PERI engineers plan these architecture-specific formwork bodies based on a 3D model. For a precise arrangement of the later visible joint and tie grid they always also consider the formwork assembly on the construction site. In the factory, the 3D solids are pre-assembled with millimetre precision, so that they can be assembled easily on the construction site. The wide range of international project experiences of PERI have led to a high degree of detailing and standardisation in the sequence of such formwork projects. As a result, for example, larger elements, improved element connections as well as higher concrete pressures and concreting heights than normally are possible. At the same time, concrete surfaces of the highest visible quality are achieved without visible imprints in the concrete.

Curved walls can also be constructed with PERI systems: Through polygonal approximations to the desired geometry with the help of panel formwork or with custom-made girder formwork. Circular wall areas with bending radii from 1.00 m to about 20.00 m can be realised steplessly.

  • Santiago Calatrava
    Museum of Tomorrow
    Architect: Santiago Calatrava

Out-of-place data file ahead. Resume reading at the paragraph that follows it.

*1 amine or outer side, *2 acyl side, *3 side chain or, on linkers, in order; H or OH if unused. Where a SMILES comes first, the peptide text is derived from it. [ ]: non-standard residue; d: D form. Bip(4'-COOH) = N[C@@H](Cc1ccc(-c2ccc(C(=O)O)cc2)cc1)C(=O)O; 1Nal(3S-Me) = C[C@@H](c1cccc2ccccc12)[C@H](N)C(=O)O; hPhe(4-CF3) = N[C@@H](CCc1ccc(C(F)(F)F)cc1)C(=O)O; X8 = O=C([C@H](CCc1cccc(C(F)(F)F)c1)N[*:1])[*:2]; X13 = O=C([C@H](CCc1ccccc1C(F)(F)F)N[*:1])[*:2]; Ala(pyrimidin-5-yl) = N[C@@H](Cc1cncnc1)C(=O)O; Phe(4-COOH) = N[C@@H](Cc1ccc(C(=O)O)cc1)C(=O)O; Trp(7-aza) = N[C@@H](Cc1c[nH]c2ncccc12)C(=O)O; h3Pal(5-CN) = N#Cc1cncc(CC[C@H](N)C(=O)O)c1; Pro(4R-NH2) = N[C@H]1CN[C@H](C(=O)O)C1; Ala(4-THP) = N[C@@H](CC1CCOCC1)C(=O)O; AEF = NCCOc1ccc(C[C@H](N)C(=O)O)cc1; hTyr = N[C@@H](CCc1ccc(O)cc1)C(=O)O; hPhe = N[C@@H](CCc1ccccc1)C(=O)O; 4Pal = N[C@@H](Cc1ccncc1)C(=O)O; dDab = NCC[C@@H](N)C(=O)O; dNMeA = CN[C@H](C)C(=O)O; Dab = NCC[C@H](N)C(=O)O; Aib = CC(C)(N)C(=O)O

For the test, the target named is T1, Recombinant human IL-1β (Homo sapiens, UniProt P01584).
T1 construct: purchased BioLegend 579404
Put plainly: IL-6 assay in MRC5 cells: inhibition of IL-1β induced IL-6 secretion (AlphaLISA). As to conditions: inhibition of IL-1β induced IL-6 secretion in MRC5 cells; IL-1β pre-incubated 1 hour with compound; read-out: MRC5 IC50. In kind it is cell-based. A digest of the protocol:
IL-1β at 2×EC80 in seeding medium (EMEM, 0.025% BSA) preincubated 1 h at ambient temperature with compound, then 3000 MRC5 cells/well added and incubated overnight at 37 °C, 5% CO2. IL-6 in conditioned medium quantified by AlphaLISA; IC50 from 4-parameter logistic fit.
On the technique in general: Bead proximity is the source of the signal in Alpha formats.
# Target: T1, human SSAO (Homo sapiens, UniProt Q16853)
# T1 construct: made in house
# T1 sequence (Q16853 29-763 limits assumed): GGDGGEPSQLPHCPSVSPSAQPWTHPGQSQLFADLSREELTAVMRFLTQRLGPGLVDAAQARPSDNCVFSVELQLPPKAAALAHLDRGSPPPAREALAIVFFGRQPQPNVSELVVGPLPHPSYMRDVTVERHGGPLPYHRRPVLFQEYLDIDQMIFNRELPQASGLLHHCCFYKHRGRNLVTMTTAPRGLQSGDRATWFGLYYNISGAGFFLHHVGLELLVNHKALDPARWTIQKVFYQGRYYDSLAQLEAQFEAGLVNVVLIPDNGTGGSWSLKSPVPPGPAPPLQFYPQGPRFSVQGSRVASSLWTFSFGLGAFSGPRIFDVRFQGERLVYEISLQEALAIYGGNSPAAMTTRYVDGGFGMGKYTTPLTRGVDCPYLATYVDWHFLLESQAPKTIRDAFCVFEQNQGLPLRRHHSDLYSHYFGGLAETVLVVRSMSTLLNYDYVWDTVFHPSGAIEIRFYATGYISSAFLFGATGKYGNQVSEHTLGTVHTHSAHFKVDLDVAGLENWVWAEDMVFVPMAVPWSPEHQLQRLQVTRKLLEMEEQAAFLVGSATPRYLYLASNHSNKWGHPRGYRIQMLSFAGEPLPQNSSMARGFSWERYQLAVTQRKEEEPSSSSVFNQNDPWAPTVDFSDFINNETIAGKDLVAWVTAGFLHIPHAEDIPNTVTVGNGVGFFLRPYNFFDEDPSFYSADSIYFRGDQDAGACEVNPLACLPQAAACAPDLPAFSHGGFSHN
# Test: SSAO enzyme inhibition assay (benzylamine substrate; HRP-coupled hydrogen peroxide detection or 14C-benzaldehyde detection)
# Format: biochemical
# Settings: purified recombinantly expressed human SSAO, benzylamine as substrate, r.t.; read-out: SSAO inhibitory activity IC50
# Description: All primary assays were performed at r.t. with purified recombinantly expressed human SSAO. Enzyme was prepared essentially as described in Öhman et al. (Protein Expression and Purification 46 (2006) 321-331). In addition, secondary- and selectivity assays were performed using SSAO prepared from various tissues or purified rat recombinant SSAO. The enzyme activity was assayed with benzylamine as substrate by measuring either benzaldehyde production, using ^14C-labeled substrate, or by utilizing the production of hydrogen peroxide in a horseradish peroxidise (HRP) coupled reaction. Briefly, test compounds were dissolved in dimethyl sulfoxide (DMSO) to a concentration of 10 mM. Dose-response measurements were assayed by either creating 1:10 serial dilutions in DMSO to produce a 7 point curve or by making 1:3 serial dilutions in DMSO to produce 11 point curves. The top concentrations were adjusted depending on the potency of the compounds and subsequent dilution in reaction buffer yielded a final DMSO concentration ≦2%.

When designing the Museum of Tomorrow with a movable facade and roof, architect and engineer Santiago Calatrava was inspired by pineapple plants. Two floors connected by sloping ramps offer 5,000 m² of exhibition space. PERI planned and manufactured over 3,500 project formwork units for the extraordinary museum in cast-in-place concrete construction. The assembled 3D overall formwork was supported by PERI UP shoring and working scaffold as well as a VARIOKIT frame reconstruction.
  • Zaha Hadid
    Aquatics Centre
    Architect: Zaha Hadid
    The interior of the water sports arena, which was designed by Zaha Hadid on the occasion of the 2012 Olympic Games, impresses with complex geometries and the curved shape of the roof construction, which is visible from afar. During construction, not only did maximum exposed concrete requirements have to be met, but due to the subsequent glazing, work also had to be carried out with the utmost precision. In order to realise the flowing geometries, PERI developed a customised 3D project solution in close cooperation with the architectural office. PERI delivered over 200 individual and completely assembled formwork units to London just in time. Photo: Hufton + Crow

3D construction printing

3D printers offer numerous new architectural design possibilities that can be implemented quickly and inexpensively.and inexpensively. From individual shapes to special surfaces and colours, almost anything can be realised. PERI developed the technology into a full-scale construction process in 2020, ensuring the first 3D-printed houses that are regularly rented and occupied.